Fraternal Order of Police president Bobby Eddis praising former MOVE supporter Tony Allen as a good guy?

Conservative talk-show host Michael Smerconish seeking the onetime adversary's expertise on a book project?

Eddis and Smerconish never expected this. Neither did Allen. But strange things happen when you break free from a cop-hating cult and start making amends in a public way.

As Eddis puts it: "The world changes every day."

And thanks to the Internet, a North Carolina drugstore manager's devotion of a few hours a week to a blog and Web site can lead to a national effort to stop New York from naming a street after Mumia Abu-Jamal and get parties for MOVE and the convicted cop-killer canceled.

Allen, modestly, deflects credit.

"I just put the stuff on the Web," he says. "It goes where it goes."

Blogging criticism of MOVE and the campaign to free Abu-Jamal, he says, is merely "an extension of my view of injustice."

It's a view that has changed radically since his days as a radical.

Allen spent his 20s spewing revolutionary bile for MOVE and its hero, Abu-Jamal, who was convicted of the 1981 murder of Philadelphia Police Officer Daniel Faulkner. For a while, Allen even lived in a MOVE house in Chester with "Minister of Information" Ramona Africa.

I met him as he plotted to leave the group, fueled by suspicion and fear after the 2002 murder of John Gilbride, ex-husband of MOVE matriarch Alberta Africa.

Gilbride was fighting for custody of his son at the time he was shot to death. His murder, hours before his first solo visit with his son, remains unsolved.

In 2004, Allen told his story and moved to North Carolina, launching a Web site (http:// and blog (www.antimove.blogspot. com), debunking MOVE and Abu-Jamal supporters.

"What motivates me is to right something not that I feel is wrong, but that I know is wrong, to help other people not fall in the same trap," Allen told me for a column in 2005.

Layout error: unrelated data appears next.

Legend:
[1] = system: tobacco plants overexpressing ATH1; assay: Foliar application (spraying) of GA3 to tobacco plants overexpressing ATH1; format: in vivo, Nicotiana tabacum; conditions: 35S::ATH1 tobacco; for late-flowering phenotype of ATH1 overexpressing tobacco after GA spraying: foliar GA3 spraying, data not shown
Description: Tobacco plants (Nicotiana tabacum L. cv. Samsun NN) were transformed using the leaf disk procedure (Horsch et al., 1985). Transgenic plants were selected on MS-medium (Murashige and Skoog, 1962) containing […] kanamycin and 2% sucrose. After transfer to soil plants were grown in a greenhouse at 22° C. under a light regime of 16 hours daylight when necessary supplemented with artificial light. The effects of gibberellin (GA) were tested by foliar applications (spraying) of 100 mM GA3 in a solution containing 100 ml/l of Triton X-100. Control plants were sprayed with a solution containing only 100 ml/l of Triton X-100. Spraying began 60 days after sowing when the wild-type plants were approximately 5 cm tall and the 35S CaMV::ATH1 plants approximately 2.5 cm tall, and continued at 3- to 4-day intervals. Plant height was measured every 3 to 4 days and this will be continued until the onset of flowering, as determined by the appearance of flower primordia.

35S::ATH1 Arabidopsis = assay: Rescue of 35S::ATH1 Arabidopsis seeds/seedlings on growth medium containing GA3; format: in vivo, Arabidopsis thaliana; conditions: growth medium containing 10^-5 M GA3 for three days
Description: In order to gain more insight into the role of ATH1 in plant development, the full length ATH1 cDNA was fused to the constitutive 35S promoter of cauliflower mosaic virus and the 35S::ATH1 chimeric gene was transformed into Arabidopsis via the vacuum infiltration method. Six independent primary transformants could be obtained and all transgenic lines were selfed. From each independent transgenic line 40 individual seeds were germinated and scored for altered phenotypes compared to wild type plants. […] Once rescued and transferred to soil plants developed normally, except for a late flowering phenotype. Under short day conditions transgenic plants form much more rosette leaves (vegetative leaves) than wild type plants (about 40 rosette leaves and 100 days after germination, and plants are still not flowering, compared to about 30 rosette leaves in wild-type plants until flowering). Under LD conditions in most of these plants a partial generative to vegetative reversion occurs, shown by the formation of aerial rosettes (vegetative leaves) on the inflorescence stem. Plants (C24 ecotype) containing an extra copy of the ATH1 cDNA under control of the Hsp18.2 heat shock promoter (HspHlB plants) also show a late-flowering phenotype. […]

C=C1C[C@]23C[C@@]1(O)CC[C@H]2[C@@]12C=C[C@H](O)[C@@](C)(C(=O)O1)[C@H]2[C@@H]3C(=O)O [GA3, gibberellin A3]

I figured he'd post a few mea culpas and move on. He's still typing.

In January, Allen, now 30, noticed a petition drive to get a street named after Abu-Jamal in Harlem.

This struck Allen as ridiculous, because "Mumia is not even from there, and the idea of naming a street after a convicted murderer shows how absurd his supporters are."

Allen blogged about it and launched a counter-petition on his site and, where he posts frequently as "PhillyExile."

In two days, he had 700 signatures. In two weeks, 25,000. Mumia Street hit a dead end.

Last month, Allen blogged about plans for benefits for the "MOVE 9" and Abu-Jamal in New York and Philadelphia. Amid protests from his readers - including many outraged police officers - both venues pulled the plug.

Eddis and Smerconish praise Allen, whom they haven't met.

"He could have done one thing and bowed out," Eddis said. "He's lived up to his promise. Not a lot of people do."

Smerconish has had Allen on the air and has interviewed him for a book he's writing with Faulkner's widow, Maureen.

"He's provided me with insight into how she was vilified by the MOVE organization," Smerconish said. "He was knee-deep in their shenanigans."

Today, Allen lives to expose them.

"Anyone paying attention at all to the 'Free Mumia' movement lately could not miss all of the self-pitying, hyperbolic whining, about the fact that the Philadelphia FOP have chosen to quietly demonstrate against Mumia's birthday party," Allen blogged last week.

"Someone apparently forgot to remind the Jamal supporters that the First Amendment was not just written for them and their cop-killing hero."

It's good stuff, I tell him. What blogs are all about.

Allen again demurs, saying he's just one guy with a narrow niche doing his thing in the vastness of the Web.

"My conscience is clear," he says.

And his computer is on.